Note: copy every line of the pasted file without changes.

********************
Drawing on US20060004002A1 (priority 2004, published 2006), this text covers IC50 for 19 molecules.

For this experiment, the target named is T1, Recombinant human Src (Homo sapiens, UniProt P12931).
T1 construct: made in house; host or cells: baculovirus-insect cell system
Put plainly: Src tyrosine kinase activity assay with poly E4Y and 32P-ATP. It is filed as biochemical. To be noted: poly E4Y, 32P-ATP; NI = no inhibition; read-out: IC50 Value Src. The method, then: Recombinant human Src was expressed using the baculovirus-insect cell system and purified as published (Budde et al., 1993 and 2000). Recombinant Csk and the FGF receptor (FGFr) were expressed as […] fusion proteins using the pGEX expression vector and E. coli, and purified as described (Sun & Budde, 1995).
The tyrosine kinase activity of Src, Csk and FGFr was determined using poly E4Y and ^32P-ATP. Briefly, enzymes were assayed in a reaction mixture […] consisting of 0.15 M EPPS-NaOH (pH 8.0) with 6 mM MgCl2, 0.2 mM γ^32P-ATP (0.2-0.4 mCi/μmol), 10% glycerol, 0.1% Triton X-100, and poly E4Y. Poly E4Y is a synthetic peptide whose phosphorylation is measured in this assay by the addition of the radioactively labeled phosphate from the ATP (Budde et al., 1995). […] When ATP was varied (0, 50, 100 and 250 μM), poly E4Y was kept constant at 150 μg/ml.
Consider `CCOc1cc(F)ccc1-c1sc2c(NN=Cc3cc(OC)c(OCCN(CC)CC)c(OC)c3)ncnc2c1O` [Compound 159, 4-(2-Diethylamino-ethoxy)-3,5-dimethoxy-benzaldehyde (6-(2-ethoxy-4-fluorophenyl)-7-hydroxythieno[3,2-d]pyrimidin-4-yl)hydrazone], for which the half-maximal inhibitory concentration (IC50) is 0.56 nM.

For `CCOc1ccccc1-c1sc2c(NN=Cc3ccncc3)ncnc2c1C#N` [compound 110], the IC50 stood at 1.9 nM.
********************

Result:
Drawing on US20060004002A1 (priority 2004, published 2006), this text covers IC50 for 19 molecules.

For this experiment, the target named is T1, Recombinant human Src (Homo sapiens, UniProt P12931).
T1 construct: made in house; host or cells: baculovirus-insect cell system
Put plainly: Src tyrosine kinase activity assay with poly E4Y and 32P-ATP. It is filed as biochemical. To be noted: poly E4Y, 32P-ATP; NI = no inhibition; read-out: IC50 Value Src. The method, then: Recombinant human Src was expressed using the baculovirus-insect cell system and purified as published (Budde et al., 1993 and 2000). Recombinant Csk and the FGF receptor (FGFr) were expressed as […] fusion proteins using the pGEX expression vector and E. coli, and purified as described (Sun & Budde, 1995).
The tyrosine kinase activity of Src, Csk and FGFr was determined using poly E4Y and ^32P-ATP. Briefly, enzymes were assayed in a reaction mixture […] consisting of 0.15 M EPPS-NaOH (pH 8.0) with 6 mM MgCl2, 0.2 mM γ^32P-ATP (0.2-0.4 mCi/μmol), 10% glycerol, 0.1% Triton X-100, and poly E4Y. Poly E4Y is a synthetic peptide whose phosphorylation is measured in this assay by the addition of the radioactively labeled phosphate from the ATP (Budde et al., 1995). […] When ATP was varied (0, 50, 100 and 250 μM), poly E4Y was kept constant at 150 μg/ml.
Consider `CCOc1cc(F)ccc1-c1sc2c(NN=Cc3cc(OC)c(OCCN(CC)CC)c(OC)c3)ncnc2c1O` [Compound 159, 4-(2-Diethylamino-ethoxy)-3,5-dimethoxy-benzaldehyde (6-(2-ethoxy-4-fluorophenyl)-7-hydroxythieno[3,2-d]pyrimidin-4-yl)hydrazone], for which the half-maximal inhibitory concentration (IC50) is 0.56 nM.

For `CCOc1ccccc1-c1sc2c(NN=Cc3ccncc3)ncnc2c1C#N` [compound 110], the IC50 stood at 1.9 nM.